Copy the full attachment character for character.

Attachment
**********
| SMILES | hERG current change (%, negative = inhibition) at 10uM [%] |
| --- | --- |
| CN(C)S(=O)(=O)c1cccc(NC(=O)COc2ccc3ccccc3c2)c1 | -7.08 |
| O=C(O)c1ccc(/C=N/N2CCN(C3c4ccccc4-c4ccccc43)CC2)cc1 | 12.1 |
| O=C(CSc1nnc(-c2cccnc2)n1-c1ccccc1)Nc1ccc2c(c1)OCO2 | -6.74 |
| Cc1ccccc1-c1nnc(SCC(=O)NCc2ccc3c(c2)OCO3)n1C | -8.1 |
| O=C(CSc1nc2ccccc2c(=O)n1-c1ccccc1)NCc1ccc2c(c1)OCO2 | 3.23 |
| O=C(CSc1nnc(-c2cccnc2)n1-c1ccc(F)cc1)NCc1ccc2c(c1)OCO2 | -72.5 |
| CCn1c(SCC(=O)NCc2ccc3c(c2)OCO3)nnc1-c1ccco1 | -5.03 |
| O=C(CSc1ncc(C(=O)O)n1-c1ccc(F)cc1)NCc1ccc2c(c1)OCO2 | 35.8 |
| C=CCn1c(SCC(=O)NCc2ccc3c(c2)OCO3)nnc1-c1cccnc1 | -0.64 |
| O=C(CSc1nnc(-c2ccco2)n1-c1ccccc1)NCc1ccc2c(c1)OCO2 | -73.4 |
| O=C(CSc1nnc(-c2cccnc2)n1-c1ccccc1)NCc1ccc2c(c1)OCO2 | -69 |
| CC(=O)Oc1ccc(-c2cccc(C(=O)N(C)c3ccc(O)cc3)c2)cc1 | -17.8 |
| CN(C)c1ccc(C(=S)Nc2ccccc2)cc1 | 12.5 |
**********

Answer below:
| SMILES | hERG current change (%, negative = inhibition) at 10uM [%] |
| --- | --- |
| CN(C)S(=O)(=O)c1cccc(NC(=O)COc2ccc3ccccc3c2)c1 | -7.08 |
| O=C(O)c1ccc(/C=N/N2CCN(C3c4ccccc4-c4ccccc43)CC2)cc1 | 12.1 |
| O=C(CSc1nnc(-c2cccnc2)n1-c1ccccc1)Nc1ccc2c(c1)OCO2 | -6.74 |
| Cc1ccccc1-c1nnc(SCC(=O)NCc2ccc3c(c2)OCO3)n1C | -8.1 |
| O=C(CSc1nc2ccccc2c(=O)n1-c1ccccc1)NCc1ccc2c(c1)OCO2 | 3.23 |
| O=C(CSc1nnc(-c2cccnc2)n1-c1ccc(F)cc1)NCc1ccc2c(c1)OCO2 | -72.5 |
| CCn1c(SCC(=O)NCc2ccc3c(c2)OCO3)nnc1-c1ccco1 | -5.03 |
| O=C(CSc1ncc(C(=O)O)n1-c1ccc(F)cc1)NCc1ccc2c(c1)OCO2 | 35.8 |
| C=CCn1c(SCC(=O)NCc2ccc3c(c2)OCO3)nnc1-c1cccnc1 | -0.64 |
| O=C(CSc1nnc(-c2ccco2)n1-c1ccccc1)NCc1ccc2c(c1)OCO2 | -73.4 |
| O=C(CSc1nnc(-c2cccnc2)n1-c1ccccc1)NCc1ccc2c(c1)OCO2 | -69 |
| CC(=O)Oc1ccc(-c2cccc(C(=O)N(C)c3ccc(O)cc3)c2)cc1 | -17.8 |
| CN(C)c1ccc(C(=S)Nc2ccccc2)cc1 | 12.5 |